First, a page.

My brain is a virtual treasure trove of information on how people in any given group could be more useful and productive members of society. But since the fundamentalist Christians, George Lucas, and the Bush administration won’t reply to my letters, I’ll turn my attention to television executives. That’s right, TV execs, today I’m making it my job to help you.
And, no, I don’t mean that I’m taking over for the girl who usually administers your afternoon herbal enema.
By way of my keen analytical powers and countless hours of having enjoyed geeky television programming, I’m here to offer you the formula for creating compelling Geek TV.
A Novel Fantasy / Sci-Fi Concept or A Marked Advancement for a Beloved Franchise or Portrayal of Genuine Geekiness
You can’t just slap a laser gun on a robot and expect to have a successful geek TV show. The fantasy/sci-fi concept needs to be distinctively original and give the writers room to create imaginative, fantastic, and fun action sequences. Consider Heroes — comic book on TV! Buffy — the high school cheerleader / vampire slayer! Jericho — post-apocalyptic battles for survival between small towns in middle America!
A geek show doesn’t need to have a novel core concept to be successful, though, if it can provide an exciting evolution for a beloved geek franchise.
Take the original Battlestar Galactica, for example. Humans fighting Cylons in space. Pretty sweet stuff, even with the dated special effects and uninspired scripts. The contemporary version of the show rocketed the franchise to a new level with cutting-edge (for TV) effects, rich characterization, intelligent stories, a beautiful score, and sharp socio-political commentary.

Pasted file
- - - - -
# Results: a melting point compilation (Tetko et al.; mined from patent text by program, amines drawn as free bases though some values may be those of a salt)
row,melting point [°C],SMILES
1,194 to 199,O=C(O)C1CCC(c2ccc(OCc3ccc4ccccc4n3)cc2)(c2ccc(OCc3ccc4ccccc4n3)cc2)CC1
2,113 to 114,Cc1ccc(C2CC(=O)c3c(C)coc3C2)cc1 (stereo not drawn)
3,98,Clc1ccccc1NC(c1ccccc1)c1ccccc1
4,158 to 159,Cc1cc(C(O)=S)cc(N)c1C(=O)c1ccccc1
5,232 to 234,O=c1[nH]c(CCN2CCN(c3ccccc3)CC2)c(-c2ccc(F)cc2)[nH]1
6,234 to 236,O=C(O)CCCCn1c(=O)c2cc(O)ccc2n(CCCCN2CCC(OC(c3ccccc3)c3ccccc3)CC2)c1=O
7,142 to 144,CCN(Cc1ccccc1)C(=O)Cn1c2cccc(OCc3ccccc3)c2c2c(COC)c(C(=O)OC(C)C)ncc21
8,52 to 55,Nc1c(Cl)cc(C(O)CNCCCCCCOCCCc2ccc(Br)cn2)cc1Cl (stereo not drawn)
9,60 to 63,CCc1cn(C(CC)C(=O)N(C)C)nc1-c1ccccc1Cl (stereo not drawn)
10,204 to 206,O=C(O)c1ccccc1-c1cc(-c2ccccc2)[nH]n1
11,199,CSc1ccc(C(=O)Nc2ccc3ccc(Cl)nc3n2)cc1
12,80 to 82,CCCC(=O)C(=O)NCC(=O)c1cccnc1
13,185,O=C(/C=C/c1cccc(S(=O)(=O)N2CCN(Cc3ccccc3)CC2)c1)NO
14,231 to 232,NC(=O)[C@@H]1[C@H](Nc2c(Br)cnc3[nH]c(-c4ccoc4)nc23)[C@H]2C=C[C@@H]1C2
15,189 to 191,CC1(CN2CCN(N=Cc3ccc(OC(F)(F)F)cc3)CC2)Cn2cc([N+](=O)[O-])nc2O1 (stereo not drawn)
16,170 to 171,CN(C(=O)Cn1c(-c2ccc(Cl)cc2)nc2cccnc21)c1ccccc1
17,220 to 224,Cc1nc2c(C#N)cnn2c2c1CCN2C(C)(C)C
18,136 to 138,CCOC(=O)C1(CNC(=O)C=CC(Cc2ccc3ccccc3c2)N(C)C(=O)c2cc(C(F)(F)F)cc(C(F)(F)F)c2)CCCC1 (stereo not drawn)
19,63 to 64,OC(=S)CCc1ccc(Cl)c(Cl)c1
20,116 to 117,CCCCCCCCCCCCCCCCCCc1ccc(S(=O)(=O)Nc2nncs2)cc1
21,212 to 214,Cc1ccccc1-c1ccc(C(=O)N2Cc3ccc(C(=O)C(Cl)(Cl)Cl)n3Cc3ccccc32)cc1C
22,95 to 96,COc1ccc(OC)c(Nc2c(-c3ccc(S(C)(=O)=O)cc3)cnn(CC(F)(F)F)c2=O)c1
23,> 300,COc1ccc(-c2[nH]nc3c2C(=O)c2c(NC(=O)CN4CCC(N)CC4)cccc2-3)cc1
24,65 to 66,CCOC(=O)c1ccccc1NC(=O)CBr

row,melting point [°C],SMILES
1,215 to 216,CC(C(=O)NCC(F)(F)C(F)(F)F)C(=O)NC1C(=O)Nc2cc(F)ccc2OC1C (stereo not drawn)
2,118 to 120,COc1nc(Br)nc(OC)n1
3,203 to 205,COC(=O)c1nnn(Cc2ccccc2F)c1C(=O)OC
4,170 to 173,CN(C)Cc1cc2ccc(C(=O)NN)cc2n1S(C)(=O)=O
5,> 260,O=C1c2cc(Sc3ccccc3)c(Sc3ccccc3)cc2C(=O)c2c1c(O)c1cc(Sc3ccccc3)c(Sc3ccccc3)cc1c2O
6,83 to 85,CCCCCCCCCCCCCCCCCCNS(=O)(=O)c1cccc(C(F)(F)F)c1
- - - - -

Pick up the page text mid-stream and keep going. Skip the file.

Also consider Smallville, or “Superman: The Formative Teen Years.” Or Star Trek: TNG, which advanced the space-exploration story of the original series to a new era in which politics and strategy play a bigger role in a mostly-charted universe. Or Doctor Who, which is currently in its arguably-most-popular incarnation, yet.
Point is, you can’t just slap a coat of paint on a turd and call it “New and exciting!”
Finally, shows like Freaks and Geeks and Arrested Development can reach geek greatness without any aspect of fantasy or sci-fi when they faithfully and favorably portray geeks in all of their glory. Faithful portrayal of geeks in a show that already has an original fantasy concept is just icing on the cake.
Loveable, Underdog Cast of Characters